One of God’s gifts to us is our ability to learn and grow… to evolve (not a dirty word to Catholic Christians).  Our lives are not static, and neither is our relationship with God.  What we accomplished yesterday was good for yesterday.  It gives us the strength, confidence, and wisdom to accomplish something today.  But the good we do today means little if we don’t do something with it tomorrow… and the next day, and the day after that.  There is always more we can do, and there is always more out there that needs to get done.  Which takes us to the larger lesson of our Gospel, that we need to be willing to make sacrifices in order to accomplish what is needed.

Love, by its very nature, involves a sacrifice.  Ask yourself… if you love someone, would you do anything for them?  That, by definition, is a sacrifice on your part.  A new parent sacrificing their sleep and freedom to care for their baby.  The ultimate expression of this idea is Jesus sacrificing himself on the cross for our salvation.  Love is an “all-in” game.  But as Jesus is trying to explain to his disciples, that sacrifice not only leads to rewards in this life, but in the next.  A life lived in service to the Gospel is a ticket to eternal life.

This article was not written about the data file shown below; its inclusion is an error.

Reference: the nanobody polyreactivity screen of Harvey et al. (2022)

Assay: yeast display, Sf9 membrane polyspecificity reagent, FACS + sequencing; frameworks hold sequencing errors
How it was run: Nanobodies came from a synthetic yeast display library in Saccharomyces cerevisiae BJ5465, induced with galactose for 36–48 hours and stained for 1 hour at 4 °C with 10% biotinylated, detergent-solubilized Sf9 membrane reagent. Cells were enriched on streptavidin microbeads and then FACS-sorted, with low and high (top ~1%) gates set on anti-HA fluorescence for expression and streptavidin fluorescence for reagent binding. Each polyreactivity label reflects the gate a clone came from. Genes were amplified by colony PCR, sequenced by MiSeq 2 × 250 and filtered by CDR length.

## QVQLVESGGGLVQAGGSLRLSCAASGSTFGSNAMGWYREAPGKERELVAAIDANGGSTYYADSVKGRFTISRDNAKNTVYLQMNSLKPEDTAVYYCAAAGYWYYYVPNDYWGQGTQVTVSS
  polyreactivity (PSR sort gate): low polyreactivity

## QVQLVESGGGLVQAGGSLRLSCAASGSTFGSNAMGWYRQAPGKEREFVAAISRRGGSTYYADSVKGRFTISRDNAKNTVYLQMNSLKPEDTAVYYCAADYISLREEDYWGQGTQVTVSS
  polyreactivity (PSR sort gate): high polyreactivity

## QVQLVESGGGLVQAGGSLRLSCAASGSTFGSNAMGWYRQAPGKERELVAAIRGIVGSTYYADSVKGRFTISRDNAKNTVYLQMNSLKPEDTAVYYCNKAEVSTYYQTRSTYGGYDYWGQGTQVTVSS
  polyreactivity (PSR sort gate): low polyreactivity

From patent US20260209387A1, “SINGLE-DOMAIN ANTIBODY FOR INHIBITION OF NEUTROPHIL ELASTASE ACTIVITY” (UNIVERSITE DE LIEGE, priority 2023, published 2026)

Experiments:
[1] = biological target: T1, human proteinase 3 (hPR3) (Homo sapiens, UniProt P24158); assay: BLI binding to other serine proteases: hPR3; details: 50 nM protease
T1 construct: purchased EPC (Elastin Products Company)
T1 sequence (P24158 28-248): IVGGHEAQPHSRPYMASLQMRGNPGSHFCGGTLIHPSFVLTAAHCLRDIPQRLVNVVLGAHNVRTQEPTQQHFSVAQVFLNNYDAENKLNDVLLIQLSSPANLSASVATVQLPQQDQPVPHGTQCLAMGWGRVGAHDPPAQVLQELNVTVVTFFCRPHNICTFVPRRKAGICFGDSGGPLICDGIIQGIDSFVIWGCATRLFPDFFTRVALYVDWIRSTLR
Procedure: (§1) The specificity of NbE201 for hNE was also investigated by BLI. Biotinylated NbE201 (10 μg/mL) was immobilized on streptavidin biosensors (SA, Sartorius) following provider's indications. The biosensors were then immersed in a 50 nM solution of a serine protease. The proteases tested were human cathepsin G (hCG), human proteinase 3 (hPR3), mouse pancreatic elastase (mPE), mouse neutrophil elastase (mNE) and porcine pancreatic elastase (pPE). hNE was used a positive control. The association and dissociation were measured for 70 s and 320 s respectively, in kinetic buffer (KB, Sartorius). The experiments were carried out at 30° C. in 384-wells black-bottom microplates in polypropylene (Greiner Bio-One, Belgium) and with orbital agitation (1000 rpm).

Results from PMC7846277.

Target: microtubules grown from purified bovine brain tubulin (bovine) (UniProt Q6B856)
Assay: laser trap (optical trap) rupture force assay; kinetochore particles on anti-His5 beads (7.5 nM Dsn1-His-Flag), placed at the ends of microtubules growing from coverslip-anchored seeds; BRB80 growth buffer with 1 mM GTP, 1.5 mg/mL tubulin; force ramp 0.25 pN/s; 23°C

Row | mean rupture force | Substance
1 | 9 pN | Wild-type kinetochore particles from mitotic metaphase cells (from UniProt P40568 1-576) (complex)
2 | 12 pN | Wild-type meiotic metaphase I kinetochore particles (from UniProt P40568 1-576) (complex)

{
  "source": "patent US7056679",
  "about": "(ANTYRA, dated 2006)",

How do we know this is true?  The answer lies in our second reading from the Letter to the Hebrews.  Here we are taught that “the word of God is living and effective,” and that Word can be found in our scriptures.  The Bible is often referred to as “the Word of God.”  While this “Word” may be coming to us through its flawed human authors, the message is consistent and clear… we must love God, and love one another.  We are also reminded, however, that God knows our hearts.  Is our love genuine?  Is what we do in the service of our neighbor done in the true spirit of service or are we looking to get something out of it?

Final Thoughts:
Do readings like this make you feel uncomfortable?  They should.  I know they make me feel uncomfortable.  But that’s exactly the point.  We shouldn’t ever feel comfortable.  We should never be complacent about our faith or our relationship with God.  Like any relationship, we should never take it for granted.  Don’t get me wrong… you don’t need to “earn” God’s love.  Like a parent, he gives that love unconditionally.  But a relationship is also reciprocal… action and reaction.  God has certain expectations for us, as scripture has taught us.  But one kind act doesn’t mean you’re finished.  Rather, our faith is a continual growth process, building on past successes, learning from past failures, in order to become the best version of ourselves.  Are we prepared to make the sacrifices necessary to accomplish this goal?


Popular posts from this blog

3rd Sunday of Advent